Buyer beware! It's a warning most of us are familiar with. In the context of purchasing a property overseas, in Dubai or some other city or town in the United Arab Emirates (UAE), for example, it's a warning well worth heeding.

Taking out a home loan in the UAE from HSBC, or from any one of the country's other multinational or domestic banks, is a serious undertaking. Expatriates, in particular, need to think long and hard about the commitment, and to seek professional advice throughout the process. After all, you're not applying for a personal loan or opening a simple current account.

The British Embassy in the UAE strongly advises expatriates to do their homework before making a property purchase.

The embassy says, “Buying property is often the largest transaction in monetary terms that most people ever undertake.  It can be a huge financial commitment, regardless of where you are in the world. Dubai is no different in that respect. Its relative immaturity as a legal system makes it even more imperative that you exercise care and attention, taking the precautions that you would in any other jurisdiction.”

Expatriates should research as much as possible the area the property is in, advises the embassy. They should visit the Dubai Land Department website which has lots of information and details of possible fees which may be charged.

The embassy says, “Dubai has no income tax but does charge fees on certain types of transactions including property purchases.”

Expatriates need to be clear about why they are buying property, whether simply as somewhere to live or as an investment. Knowing the answer can help speed up the search for a suitable property.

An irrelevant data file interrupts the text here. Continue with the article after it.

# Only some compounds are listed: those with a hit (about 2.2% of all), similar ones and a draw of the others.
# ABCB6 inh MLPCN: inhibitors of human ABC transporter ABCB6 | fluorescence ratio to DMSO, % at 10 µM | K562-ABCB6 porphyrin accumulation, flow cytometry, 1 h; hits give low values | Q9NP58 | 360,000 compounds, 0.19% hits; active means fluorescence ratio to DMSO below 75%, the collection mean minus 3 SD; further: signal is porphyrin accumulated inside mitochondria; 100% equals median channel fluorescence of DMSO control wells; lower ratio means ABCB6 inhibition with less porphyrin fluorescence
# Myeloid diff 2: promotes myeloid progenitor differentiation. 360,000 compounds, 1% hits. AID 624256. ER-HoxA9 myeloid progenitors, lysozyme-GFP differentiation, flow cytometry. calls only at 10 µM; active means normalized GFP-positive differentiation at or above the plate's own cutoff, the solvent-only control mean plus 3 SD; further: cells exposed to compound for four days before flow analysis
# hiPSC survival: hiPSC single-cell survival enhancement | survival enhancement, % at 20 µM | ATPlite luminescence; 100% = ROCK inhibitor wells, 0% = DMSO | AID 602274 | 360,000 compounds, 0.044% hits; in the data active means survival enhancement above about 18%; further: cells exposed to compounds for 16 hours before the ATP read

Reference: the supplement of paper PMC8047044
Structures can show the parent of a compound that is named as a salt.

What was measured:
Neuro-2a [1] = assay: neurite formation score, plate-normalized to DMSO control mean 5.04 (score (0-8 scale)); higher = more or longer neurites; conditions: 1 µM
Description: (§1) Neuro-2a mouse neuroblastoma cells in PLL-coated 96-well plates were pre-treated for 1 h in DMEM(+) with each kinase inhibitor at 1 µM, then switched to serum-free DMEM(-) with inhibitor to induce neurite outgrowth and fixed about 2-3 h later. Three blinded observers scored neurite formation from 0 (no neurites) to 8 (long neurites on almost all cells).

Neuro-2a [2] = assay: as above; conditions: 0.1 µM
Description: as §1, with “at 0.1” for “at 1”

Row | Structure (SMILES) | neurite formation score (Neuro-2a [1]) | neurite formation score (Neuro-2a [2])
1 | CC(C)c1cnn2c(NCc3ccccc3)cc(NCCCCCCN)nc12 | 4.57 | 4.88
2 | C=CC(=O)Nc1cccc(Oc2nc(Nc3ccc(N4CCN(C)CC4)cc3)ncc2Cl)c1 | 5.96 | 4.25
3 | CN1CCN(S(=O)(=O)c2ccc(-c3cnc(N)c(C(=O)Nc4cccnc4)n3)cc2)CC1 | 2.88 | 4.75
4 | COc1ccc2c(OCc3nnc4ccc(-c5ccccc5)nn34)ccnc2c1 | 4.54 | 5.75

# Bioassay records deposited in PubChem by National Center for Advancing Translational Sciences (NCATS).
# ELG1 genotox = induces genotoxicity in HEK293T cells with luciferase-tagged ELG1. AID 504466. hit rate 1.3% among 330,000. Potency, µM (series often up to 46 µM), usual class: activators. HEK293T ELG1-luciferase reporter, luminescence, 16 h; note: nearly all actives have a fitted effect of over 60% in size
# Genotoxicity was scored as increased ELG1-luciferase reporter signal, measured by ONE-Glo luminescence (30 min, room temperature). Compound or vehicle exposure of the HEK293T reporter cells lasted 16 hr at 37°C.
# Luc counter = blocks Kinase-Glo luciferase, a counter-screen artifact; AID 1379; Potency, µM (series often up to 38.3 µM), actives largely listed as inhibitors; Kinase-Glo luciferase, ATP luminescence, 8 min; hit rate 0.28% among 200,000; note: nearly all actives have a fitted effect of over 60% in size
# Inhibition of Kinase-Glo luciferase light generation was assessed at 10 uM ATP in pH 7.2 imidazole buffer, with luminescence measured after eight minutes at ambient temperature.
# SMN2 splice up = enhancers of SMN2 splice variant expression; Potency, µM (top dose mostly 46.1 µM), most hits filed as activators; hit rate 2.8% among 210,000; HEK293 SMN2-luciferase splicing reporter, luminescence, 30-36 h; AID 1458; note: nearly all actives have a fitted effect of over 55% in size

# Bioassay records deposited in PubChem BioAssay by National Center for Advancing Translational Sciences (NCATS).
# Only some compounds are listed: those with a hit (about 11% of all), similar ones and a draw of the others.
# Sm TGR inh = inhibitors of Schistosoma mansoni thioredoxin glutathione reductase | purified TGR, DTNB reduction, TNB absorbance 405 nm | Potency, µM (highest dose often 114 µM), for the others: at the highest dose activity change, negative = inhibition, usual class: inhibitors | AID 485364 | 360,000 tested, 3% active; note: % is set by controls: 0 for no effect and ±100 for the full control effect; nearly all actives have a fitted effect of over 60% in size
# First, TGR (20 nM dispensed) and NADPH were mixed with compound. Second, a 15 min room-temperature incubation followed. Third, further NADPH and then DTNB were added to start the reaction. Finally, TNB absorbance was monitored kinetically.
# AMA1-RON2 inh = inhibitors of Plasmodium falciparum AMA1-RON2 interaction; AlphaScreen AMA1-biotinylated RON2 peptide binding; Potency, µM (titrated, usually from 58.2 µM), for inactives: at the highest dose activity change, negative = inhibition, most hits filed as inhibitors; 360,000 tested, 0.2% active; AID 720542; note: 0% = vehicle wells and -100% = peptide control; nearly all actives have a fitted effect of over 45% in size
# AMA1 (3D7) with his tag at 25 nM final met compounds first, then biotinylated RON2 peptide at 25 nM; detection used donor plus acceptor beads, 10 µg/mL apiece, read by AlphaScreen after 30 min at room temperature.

The embassy continues, “There are numerous international real estate brokers who can assist you with your purchase. Find one that is registered with the Dubai Land Department. Don't be afraid to ask up front what their costs will be.”  And it also urges expatriates to obtain accurate and experienced legal advice in advance of buying any property. Such a sensible precaution can highlight potential risks. To that end, the embassy provides useful links to pages containing lists of lawyers and translators.

Mortgages are much in the news in the UAE at the moment with the country's central bank announcing it wants bank mortgage lending to expatriates capped at 50% for a first property, and then 40% on any subsequent property purchase.

The reasoning behind the move appears to be prevention of the levels of real estate speculation seen in Dubai during 2007 and 2008, and which led to a property bubble.

But the country's banks believe the cap, which means expatriates having to pay a deposit of half the value of the property, is much too high and are calling for the lending ceiling to be raised to 60%. Otherwise, they fear, the recovery seen in the property market during 2012 might be placed in jeopardy.

UAE nationals wishing to buy property will also be affected. However, they'll have to find a deposit of 30% for a first property, and 40% for a second one.

If you are in need of experienced legal advice or a translator, check out the list of links provided by the UK embassy here.


  1. avatar
    Nick Marr

    I am an internet entrepreneur with a passion for driving big audiences and a love for real estate. I have had plenty of ups and downs which has given me the experience to help others launch their own businesses. I enjoy projects that save consumers time and money, challenge convention and add real value to peoples lives.